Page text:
In an update post to his results the author also notes that to successfully do a recording at the maximum SDRplay bandwidth of 8 MHz a RAM disk or perhaps SSD is required so that samples are not dropped.

An ATSC signal shown in HDSDR received with an SDRplay
An ATSC signal shown in HDSDR received with an SDRplay

New SDR# Plugin: PAL / SECAM TV

The SDR# plugins programmer over at rtl-sdr.ru has recently released a new plugin which allows the decoding of PAL / SECAM TV images from within SDR# (note link in Russian, use Google translate or see the download link at the bottom of the page). The author also writes that if you are using a newer software defined radio like an Airspy, you can also receive the audio channel using the SDR# multiple VFO plugin.

We note that there is also the TVSharp software by the same author which is a standalone program that can decode PAL and NTSC.


Receiving NTSC Analogue TV with GNU Radio and an RTL-SDR

Over on GitHub user kik has uploaded a tutorial and code showing how to decode NTSC analogue TV in GNU Radio and an RTL-SDR. The tutorial is in Japanese, but Google translate should be good enough to understand the text. Kik shows us what GNU radio blocks to use and provides the python code needed to display the images on a simulated scope.

If you just want to receive analogue TV signals, try TVSharp.

GNU Radio Decoding NTSC and showing images on a Scope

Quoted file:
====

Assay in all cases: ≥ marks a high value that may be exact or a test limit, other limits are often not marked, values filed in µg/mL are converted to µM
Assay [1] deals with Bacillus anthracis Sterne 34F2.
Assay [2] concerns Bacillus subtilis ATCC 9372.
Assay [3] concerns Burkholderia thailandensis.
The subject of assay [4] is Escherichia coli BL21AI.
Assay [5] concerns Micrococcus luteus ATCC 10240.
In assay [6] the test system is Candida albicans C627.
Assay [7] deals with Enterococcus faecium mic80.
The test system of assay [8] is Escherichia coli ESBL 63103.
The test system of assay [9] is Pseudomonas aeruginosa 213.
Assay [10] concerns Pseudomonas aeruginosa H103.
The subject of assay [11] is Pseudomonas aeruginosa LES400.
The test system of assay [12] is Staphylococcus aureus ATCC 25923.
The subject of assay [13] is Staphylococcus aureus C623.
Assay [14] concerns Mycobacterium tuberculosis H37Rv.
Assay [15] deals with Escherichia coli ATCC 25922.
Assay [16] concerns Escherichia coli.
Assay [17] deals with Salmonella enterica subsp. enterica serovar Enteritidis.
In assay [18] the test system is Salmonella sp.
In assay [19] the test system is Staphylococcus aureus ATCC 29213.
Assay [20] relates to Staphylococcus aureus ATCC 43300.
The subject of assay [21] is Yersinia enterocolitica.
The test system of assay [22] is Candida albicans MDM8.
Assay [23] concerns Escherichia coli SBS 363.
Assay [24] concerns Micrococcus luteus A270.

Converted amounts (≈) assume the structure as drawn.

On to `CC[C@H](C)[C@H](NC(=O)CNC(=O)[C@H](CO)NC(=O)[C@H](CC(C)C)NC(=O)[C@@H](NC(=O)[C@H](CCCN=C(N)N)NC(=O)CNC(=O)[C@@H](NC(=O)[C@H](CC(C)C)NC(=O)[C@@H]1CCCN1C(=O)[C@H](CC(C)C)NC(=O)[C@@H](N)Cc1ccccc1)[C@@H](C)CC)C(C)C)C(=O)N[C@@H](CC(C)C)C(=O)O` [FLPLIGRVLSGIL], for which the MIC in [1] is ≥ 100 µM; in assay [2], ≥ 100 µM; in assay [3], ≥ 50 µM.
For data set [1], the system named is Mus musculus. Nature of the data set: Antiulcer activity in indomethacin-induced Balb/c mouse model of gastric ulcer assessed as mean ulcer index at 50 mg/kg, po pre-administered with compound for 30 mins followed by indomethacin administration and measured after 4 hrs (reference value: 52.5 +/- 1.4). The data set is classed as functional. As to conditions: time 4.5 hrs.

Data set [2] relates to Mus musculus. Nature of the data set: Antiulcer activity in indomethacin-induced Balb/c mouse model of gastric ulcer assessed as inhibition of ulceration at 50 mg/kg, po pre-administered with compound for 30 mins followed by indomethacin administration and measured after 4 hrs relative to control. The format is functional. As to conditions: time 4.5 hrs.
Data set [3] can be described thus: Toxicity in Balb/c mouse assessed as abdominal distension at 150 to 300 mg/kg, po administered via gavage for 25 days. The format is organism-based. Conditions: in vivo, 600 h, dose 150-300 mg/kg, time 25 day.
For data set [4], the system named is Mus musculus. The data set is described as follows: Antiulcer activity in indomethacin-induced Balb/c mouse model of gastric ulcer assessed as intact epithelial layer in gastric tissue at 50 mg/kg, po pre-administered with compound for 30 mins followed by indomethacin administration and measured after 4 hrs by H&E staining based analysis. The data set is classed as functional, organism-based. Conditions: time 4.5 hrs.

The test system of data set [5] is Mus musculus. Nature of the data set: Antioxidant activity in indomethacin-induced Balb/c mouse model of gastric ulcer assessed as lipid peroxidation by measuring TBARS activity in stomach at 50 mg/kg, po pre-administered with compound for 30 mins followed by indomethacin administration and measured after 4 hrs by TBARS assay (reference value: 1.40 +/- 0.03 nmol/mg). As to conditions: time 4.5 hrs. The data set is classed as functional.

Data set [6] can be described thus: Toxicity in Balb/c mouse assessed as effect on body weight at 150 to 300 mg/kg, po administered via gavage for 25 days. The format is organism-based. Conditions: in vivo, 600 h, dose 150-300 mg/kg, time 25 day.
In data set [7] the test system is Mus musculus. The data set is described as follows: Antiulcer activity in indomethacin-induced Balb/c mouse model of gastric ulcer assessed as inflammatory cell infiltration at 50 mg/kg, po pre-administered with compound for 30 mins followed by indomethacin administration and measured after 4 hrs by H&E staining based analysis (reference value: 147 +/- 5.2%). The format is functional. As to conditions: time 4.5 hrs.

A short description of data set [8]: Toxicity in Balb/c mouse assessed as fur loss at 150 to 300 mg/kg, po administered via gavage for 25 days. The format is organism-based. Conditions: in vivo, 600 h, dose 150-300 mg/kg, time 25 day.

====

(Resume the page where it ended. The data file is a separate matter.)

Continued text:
Using the RTL-SDR as a Cheap TV Satellite Finder

Finding the correct direction to point a satellite for TV reception can be difficult without the right equipment. YouTube user MegaOscarVideos shows us in the video below how he uses an RTL-SDR to accurately aim his satellite for TV reception.

He uses a TV satellite dish with an LNB connected to a bias-T circuit as the receiver, which is then connected to the RTL-SDR. As the satellite is moved he looks for the direction at which the signal level in SDR# increases the most.

RTL SDR as cheap TV Satfinder

Analogue TV with RTL-SDR

A user on the SDR# Google Groups forum has posted a program based on ADSB# called TVSharp, which can be used to watch analogue PAL and NTSC TV using the rtl-sdr dongle. Download TVSharp directly here (Mirror 1) (Old Version Mirror 2 (with source)).

The rtl-sdr as a software defined radio actually does not have enough bandwidth to receive a PAL or NTSC signal properly. PAL and NTSC signals require more than double the 2MHz typical bandwidth of the rtl-sdr. But, a decent black and white signal can still be obtained by using some of the luminance part of the signal.  As only part of the signal is sampled, resolution will be lost. Also, as sound is broadcast on a separate frequency, a second rtl-sdr dongle will be required to receive the matching audio.

On YouTube, users Superphish and ek6rc have posted videos showing TVSharp in action.

Analogue PAL TV with RTL SDR (RTL2832) and TVSharp

TVSharp R820T SDR sound via Yaesu VX-7:)